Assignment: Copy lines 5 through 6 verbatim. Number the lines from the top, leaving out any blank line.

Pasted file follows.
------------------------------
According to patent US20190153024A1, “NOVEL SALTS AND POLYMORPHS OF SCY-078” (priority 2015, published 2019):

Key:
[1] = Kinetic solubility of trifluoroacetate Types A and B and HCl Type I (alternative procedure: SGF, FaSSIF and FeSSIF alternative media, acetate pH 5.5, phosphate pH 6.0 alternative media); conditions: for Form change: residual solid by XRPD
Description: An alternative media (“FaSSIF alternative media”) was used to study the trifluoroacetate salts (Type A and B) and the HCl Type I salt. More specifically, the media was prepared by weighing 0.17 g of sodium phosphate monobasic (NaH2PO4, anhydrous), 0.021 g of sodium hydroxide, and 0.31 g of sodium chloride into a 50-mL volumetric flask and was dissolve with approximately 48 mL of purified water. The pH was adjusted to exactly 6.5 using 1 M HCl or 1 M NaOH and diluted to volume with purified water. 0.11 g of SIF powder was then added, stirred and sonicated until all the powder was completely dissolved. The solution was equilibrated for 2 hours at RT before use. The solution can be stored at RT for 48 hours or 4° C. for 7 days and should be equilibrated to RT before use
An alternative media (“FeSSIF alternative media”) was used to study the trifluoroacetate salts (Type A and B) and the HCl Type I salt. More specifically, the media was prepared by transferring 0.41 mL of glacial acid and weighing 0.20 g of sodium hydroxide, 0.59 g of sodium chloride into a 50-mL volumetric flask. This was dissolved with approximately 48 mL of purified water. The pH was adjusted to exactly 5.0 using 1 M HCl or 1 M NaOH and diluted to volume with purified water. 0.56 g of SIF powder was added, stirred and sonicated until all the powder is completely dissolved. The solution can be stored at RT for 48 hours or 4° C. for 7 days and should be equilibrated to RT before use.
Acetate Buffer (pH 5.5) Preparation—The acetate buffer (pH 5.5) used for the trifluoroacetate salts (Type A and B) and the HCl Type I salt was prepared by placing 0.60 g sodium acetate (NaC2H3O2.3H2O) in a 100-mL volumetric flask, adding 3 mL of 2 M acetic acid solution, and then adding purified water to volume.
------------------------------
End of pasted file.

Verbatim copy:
An alternative media (“FeSSIF alternative media”) was used to study the trifluoroacetate salts (Type A and B) and the HCl Type I salt. More specifically, the media was prepared by transferring 0.41 mL of glacial acid and weighing 0.20 g of sodium hydroxide, 0.59 g of sodium chloride into a 50-mL volumetric flask. This was dissolved with approximately 48 mL of purified water. The pH was adjusted to exactly 5.0 using 1 M HCl or 1 M NaOH and diluted to volume with purified water. 0.56 g of SIF powder was added, stirred and sonicated until all the powder is completely dissolved. The solution can be stored at RT for 48 hours or 4° C. for 7 days and should be equilibrated to RT before use.
Acetate Buffer (pH 5.5) Preparation—The acetate buffer (pH 5.5) used for the trifluoroacetate salts (Type A and B) and the HCl Type I salt was prepared by placing 0.60 g sodium acetate (NaC2H3O2.3H2O) in a 100-mL volumetric flask, adding 3 mL of 2 M acetic acid solution, and then adding purified water to volume.